No more details are available at this stage, a Thai officer said, although it has been 12 weeks since Audrey, 20, and Noemi, 26, were found dead in their room at a solid, respectable resort on June 15.
Since then, as autopsies on the women were carried out first in Bangkok and then in Canada, secrecy has enveloped the double fatality.
Beyond saying that insecticide has been found in the bodies of the women, police in Krabi, the mainland province closest to Phi Phi, have little to add.
It could be three months before official results are revealed if ever, Krabi Town Deputy Superintendent Colonel Jongrak Pimtong told Phuketwan yesterday.
All the signs in the room at the Palm Residence Phi Phi were that the sisters died a horrible death from some kind of toxic substance. Much speculation has followed about everything from an allergic reaction to a serial killer.
The tragedy of the Canadian sisters mirrors the equally mysterious deaths on Phi Phi of Jill St Onge, 27, and Norwegian Julie Bergheim, 22, in May, 2009.
Comparisons have also been made with a series of unexplained deaths - coincidentally or not, mostly involving young women - at and near the now-demolished Downtown Inn in the Thai city of Chiang Mai last year.
One big difference is that the father of the most prominent of the Chiang Mai victims, 23-year-old new Zealand tourist Sarah Carter, conducted a very public campaign to find out what killed his daughter.
The Thai authorities were forced to instigate a full and proper probe, with regular updates on their findings.
Although there was no formal conclusion, the likelihood is that pesticide killed Sarah Carter and the others in Chiang Mai.
Pesicide in Chinag Mai, insecticide on Phi Phi . . . Whatever the killer, it was no ordinary bug spray.
Could someone have doctored their drinks? Others with Ms St John and Ms Bergheim also fell ill and survived, as did the companions of Ms Carter.
Phi Phi is renowned as a rites-of-passage destination for 20-somethings, and it transforms from a haven for day-trippers in the sunshine to a less beguiling party island after dark.
Alcohol is just one the many ingedients that Phi Phi's party people mix in their ''buckets.''
Each bucket is a concoction of all kinds of juices and substances that are mixed into containers of various sizes and usually sucked through straws all night long.
There is no evidence, however, that Ms Bergheim and Ms St Onge, who fell sick in adjacent rooms at the same Phi Phi guesthouse, shared a meal or a drink.
Ms St Onge was cremated but Ms Bergheim's body was returned to Norway where a second autopsy that extended over a period of months failed to produce a reason for her death.
It is believed that the post-autopsy tests for the Belangers have concluded in Bangkok but are continuing in Canada.
Public Health Department officials in Thailand say they check for contaminants in the Phi Phi ''buckets'' once a month but have found none.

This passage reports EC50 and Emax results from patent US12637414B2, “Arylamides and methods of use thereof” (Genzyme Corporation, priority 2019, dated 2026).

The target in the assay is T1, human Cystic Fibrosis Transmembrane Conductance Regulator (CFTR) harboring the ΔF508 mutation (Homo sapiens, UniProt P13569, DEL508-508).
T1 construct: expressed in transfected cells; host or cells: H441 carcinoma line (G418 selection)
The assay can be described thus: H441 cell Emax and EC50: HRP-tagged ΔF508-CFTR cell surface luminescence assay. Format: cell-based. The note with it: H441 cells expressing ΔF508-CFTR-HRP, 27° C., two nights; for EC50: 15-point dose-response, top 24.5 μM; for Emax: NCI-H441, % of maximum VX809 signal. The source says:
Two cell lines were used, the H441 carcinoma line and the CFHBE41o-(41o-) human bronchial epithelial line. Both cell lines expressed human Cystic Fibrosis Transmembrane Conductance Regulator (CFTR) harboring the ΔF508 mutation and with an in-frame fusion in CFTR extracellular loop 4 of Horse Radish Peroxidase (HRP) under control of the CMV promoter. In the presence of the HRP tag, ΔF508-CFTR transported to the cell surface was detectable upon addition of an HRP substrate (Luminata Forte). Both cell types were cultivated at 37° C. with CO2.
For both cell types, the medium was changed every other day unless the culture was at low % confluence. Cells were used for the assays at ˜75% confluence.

That could mean an inordinately large dose of pesticide or insecticide was inhaled, swallowed or absorbed by the Belanger sisters some other way.
Unlike Sarah Carter's father, the parents of the Belangers, despite the shocking double loss, are maintaining a consistent silence, probably on the advice of Canadian authorities.
When asked a series of questions this week, a government spokesperson in Canada responded: ''Our thoughts continue to be with the family and friends of the Canadian citizens who passed away in Thailand.
''Canadian consular officials in Bangkok and in Canada are providing consular assistance to the family.
''Our officials are in contact with authorities both in Thailand and Canada and will continue to liaise closely with them.
''However, out of respect for the family and to protect the privacy of the individuals concerned, further details on this case cannot be released.''
Despite the calm in Canada, fresh alarm surfaced earlier this month with reports of the deaths of two young women in Vietnam, an American and a Canadian of Vietnamese extraction.
There is a sense of deja vu about the reporting of the riddle in thespec.com, the online news site of a respectable Canadian publisher.
''[Cathy] Huynh, 26, . . . and Kari Bowerman, 27, of Lake Geneva, Wisconsin, died suddenly and mysteriously in Vietnam while on vacation together from their English teaching jobs in South Korea.
''Both were healthy young women before travelling to Vietnam, according to their families. News reports in Vietnam said they had been vomiting and sought help at a local hospital, where they died - Bowerman first on July 30 and then Huynh on August 2.''
The report adds: ''In Texas, Bowerman's sister Jenny Jaques is not only in shock and grieving, as is the Huynh family in Hamilton, but she is also angry and frustrated at not being able to get information about what happened.''
Little has been reported about the case since, and the same can be said of the Belanger sisters mystery.
Despite the deaths and the continuing mysteries, disquiet does not appear to have affected tourism to Phi Phi.
Crowded ferries still come and go each day to the scenic island from Phuket, about two hours' sailing away. Many of the passengers are young women.
Thanks for the update, was waiting for it. Still strange to me that there are only 2 cases, if pesticides involved...
Posted by Resident on August 31, 2012 11:34